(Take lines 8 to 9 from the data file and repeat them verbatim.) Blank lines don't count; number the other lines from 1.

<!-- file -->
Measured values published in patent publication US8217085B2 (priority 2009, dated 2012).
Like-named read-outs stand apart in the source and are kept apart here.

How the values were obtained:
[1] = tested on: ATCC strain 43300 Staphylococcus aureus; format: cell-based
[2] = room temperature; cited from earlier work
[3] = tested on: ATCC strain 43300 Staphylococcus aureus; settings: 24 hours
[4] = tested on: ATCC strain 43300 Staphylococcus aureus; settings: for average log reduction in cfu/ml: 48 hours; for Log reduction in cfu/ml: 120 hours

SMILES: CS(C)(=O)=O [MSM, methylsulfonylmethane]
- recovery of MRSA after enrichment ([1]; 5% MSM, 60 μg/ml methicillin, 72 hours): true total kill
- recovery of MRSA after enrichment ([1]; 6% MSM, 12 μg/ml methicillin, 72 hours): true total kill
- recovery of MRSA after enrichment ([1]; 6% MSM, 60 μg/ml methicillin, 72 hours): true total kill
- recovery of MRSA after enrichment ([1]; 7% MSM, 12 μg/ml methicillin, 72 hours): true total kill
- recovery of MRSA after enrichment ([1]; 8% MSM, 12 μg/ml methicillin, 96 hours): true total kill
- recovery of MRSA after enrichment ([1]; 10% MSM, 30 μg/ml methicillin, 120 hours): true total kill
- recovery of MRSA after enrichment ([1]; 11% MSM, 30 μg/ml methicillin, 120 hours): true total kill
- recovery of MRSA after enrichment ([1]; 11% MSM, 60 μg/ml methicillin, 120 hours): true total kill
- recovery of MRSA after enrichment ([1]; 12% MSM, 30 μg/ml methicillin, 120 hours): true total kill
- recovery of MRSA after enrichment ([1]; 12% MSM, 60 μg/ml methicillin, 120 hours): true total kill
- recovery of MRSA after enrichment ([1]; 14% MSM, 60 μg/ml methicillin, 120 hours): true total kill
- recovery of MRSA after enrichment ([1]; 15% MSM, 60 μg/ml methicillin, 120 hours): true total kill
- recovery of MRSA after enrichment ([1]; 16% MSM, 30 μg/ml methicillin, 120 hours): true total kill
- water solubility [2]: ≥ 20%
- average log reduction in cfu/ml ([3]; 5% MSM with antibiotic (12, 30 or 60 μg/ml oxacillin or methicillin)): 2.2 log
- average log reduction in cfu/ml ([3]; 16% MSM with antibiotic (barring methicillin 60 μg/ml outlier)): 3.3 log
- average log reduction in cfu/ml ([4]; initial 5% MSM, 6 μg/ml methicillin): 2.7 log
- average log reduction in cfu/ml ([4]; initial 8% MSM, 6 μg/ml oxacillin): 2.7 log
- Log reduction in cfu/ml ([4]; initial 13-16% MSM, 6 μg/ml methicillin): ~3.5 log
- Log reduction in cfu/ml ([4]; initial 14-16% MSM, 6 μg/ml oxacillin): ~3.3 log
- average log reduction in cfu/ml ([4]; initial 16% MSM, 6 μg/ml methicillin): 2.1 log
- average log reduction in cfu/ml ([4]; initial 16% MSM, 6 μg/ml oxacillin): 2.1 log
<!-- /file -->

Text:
SMILES: CS(C)(=O)=O [MSM, methylsulfonylmethane]
- recovery of MRSA after enrichment ([1]; 5% MSM, 60 μg/ml methicillin, 72 hours): true total kill